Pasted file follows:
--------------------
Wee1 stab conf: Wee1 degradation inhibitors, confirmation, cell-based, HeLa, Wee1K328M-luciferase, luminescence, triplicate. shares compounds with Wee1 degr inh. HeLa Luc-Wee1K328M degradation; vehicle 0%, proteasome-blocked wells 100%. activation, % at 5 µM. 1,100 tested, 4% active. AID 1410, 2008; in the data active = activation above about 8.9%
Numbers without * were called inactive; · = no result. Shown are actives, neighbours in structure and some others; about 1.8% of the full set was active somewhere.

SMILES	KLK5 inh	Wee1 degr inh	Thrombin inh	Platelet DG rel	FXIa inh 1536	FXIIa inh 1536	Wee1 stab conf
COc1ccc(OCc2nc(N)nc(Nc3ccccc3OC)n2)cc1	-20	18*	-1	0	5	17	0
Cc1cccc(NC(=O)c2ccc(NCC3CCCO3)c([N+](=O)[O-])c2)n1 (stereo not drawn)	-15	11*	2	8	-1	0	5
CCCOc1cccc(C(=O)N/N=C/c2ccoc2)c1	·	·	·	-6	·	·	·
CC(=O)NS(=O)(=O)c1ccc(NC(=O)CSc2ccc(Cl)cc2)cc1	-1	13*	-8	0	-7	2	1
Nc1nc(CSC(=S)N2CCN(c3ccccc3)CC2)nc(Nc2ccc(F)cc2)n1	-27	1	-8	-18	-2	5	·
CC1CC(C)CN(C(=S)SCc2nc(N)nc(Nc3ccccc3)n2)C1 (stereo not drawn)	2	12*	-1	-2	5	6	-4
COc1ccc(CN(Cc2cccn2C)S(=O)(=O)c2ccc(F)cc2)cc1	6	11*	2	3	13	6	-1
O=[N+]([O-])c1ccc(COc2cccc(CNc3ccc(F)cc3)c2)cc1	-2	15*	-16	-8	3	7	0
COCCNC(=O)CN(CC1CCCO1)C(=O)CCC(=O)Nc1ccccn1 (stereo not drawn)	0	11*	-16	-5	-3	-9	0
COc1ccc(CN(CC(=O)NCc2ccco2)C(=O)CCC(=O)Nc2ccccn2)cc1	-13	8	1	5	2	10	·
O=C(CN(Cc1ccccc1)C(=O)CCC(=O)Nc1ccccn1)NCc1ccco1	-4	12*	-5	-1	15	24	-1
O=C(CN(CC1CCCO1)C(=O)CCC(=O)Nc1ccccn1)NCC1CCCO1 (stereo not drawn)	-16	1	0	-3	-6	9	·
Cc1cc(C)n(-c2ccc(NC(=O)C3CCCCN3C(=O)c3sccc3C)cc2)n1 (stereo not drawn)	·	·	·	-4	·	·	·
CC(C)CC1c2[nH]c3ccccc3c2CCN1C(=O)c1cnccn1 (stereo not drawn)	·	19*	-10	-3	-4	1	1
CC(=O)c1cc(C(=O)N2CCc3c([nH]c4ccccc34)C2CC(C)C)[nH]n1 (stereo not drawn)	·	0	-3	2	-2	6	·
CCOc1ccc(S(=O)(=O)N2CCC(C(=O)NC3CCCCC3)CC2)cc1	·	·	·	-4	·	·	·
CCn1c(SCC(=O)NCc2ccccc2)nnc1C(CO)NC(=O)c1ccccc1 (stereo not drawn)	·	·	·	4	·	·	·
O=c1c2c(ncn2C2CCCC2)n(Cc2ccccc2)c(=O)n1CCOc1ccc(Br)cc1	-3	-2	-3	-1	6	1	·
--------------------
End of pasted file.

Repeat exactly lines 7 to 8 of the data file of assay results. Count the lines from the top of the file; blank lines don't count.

CC(=O)NS(=O)(=O)c1ccc(NC(=O)CSc2ccc(Cl)cc2)cc1	-1	13*	-8	0	-7	2	1
Nc1nc(CSC(=S)N2CCN(c3ccccc3)CC2)nc(Nc2ccc(F)cc2)n1	-27	1	-8	-18	-2	5	·